Obviously, those are good ideas and the right thing to do in general. The problem is that this is not the point of what Paul is talking about for two reasons: (1) Paul says nothing about the need to confess sin before partaking; and (2) it ignores the problem Paul has just explained: the manner in which the Lord's Supper was being abused.
Paul does tells us what he means by partaking "unworthily." Understand that, and the rest falls into place. Eating and drinking in an unworthy manner means taking too much food so that others go hungry and getting drunk. The Greek word "unworthy" (ἀναξίως; anaksiōs) is the opposite of the word "worthy (ἄξιος; aksiōs). The word aksios means "deserving praise or commendation; worthy of being well received or commended; acceptable." It doesn't mean something like "sinful" or "backslidden." The word in 1 Cor 11:27, then, means "unacceptable; not deserving commendation." What has Paul just not commended? The way the Lord's Supper was being abused.
If we accept this idea, what do we do with the rest of the passage?
The phrase "it will not be for judgment" is important. It is the same word (krima) that Paul used in the phrase, "For anyone who eats and drinks without discerning the body eats and drinks judgment on himself." Paul references his earlier warning here, and the way to take heed is (a) don’t chow down before everyone gets a chance to eat; and (b) if you're that hungry, eat at home first so that the poor don't suffer humiliation.The Lord's Supper – Why Should We Observe It?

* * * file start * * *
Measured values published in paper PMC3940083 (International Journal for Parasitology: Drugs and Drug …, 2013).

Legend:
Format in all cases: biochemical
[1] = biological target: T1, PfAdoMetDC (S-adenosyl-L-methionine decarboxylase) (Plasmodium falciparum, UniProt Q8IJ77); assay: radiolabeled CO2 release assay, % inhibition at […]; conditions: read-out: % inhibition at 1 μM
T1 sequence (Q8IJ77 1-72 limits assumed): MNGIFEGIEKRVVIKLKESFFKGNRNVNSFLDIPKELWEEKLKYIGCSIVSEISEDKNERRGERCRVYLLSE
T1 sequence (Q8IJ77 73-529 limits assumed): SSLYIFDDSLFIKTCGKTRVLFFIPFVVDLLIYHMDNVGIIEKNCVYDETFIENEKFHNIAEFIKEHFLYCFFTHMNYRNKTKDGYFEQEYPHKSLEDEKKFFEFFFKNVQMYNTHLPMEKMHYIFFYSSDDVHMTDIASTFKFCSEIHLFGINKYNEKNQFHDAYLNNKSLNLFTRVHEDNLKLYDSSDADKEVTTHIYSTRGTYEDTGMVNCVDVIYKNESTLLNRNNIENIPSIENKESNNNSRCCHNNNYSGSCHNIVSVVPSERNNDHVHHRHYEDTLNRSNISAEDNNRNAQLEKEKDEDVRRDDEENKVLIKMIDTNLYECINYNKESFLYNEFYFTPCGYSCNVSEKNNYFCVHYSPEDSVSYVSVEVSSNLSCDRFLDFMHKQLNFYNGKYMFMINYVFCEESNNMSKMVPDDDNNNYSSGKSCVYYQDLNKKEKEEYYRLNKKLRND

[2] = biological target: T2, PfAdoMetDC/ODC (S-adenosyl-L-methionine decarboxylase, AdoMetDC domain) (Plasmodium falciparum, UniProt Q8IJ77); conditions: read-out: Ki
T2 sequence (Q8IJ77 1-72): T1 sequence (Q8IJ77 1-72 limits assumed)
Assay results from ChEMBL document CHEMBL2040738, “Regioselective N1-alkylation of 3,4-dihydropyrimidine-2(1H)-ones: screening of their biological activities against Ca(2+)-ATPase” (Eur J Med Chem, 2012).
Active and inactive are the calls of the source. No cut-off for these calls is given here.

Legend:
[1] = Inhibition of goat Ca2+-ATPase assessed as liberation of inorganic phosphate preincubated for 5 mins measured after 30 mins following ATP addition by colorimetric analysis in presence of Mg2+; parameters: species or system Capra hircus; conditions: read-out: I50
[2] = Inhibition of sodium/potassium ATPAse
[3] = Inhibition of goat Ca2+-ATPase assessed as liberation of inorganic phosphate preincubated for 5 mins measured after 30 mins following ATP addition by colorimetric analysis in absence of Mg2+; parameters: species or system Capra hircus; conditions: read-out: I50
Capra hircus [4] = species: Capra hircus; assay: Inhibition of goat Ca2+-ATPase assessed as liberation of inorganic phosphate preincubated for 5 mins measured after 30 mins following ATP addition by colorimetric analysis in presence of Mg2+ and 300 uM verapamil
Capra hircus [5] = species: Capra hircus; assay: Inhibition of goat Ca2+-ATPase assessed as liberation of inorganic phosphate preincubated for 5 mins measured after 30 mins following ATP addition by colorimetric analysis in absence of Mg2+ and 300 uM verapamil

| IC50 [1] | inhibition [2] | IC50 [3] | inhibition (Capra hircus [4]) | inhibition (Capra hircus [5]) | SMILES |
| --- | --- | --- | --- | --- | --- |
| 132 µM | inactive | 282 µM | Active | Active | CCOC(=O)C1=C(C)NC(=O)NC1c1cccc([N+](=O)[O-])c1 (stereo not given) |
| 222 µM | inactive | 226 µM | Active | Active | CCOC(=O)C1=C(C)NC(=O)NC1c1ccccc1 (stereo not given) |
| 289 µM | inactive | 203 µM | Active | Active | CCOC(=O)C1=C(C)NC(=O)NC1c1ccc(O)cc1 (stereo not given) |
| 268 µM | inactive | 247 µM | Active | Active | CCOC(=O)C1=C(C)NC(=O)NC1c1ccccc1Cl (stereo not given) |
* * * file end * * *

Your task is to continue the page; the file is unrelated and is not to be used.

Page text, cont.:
The purpose of the Lord's Supper is very simple: To remember the Lord's death until he comes. Everything else that has accrued around this doctrine does not derive from the text; it derives from the writings of theologians, which are historically conditioned. Catholicism wants to filter the whole thing through John 6, and then literalize it. Luther didn't want to teach what the Catholics taught, but what the Catholics taught was what he knew. He tried to steer a middle course, but instead read far too much into the purpose of the Lord's Supper. Baptist and others may have avoided that baggage, but have added their own, making the Lord's Supper into some sort of confessional rite. Many have forbidden children since they have taught you get grace in the rite (which is nowhere stated). But everyone, including children, can partake and remember how Jesus died on the cross and that someday they will get to observe the Supper in the Lord’s presence when he returns. It might just capture their imagination a bit.